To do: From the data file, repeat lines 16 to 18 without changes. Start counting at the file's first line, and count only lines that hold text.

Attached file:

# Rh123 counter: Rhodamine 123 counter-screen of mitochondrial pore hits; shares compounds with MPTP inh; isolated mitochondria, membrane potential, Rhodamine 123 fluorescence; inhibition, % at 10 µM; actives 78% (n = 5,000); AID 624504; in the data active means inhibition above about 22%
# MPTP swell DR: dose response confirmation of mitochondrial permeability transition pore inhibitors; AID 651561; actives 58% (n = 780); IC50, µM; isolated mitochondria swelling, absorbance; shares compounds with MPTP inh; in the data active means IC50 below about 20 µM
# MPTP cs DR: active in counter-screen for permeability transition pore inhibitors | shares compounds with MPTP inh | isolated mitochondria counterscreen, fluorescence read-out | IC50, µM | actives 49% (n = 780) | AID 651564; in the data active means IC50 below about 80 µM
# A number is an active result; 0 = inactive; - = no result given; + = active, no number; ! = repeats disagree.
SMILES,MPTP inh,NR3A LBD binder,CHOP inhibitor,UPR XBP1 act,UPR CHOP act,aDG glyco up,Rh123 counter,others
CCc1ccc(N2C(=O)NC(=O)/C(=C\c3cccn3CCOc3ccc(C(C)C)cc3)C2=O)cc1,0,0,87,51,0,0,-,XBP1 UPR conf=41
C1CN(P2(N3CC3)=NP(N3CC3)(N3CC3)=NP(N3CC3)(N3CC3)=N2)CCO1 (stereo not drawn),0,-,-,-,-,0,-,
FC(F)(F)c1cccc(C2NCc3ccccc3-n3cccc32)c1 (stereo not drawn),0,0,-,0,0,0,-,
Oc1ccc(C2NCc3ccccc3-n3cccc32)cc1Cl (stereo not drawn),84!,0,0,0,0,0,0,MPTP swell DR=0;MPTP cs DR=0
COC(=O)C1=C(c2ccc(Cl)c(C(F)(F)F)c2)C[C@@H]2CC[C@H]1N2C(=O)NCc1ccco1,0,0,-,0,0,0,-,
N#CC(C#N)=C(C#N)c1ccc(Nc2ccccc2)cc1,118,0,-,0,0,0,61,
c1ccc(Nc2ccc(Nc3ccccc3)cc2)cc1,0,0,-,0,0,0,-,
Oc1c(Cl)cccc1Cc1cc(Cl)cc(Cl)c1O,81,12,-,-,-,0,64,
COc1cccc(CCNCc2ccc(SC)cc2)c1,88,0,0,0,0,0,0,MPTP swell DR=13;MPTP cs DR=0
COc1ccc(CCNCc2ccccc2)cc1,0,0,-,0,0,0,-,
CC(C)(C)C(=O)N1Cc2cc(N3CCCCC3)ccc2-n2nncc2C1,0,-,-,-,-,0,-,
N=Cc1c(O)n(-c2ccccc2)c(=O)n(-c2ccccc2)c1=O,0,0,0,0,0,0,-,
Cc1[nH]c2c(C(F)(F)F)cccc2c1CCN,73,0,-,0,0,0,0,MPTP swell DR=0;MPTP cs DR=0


CC(C)(C)C(=O)N1Cc2cc(N3CCCCC3)ccc2-n2nncc2C1,0,-,-,-,-,0,-,
N=Cc1c(O)n(-c2ccccc2)c(=O)n(-c2ccccc2)c1=O,0,0,0,0,0,0,-,
Cc1[nH]c2c(C(F)(F)F)cccc2c1CCN,73,0,-,0,0,0,0,MPTP swell DR=0;MPTP cs DR=0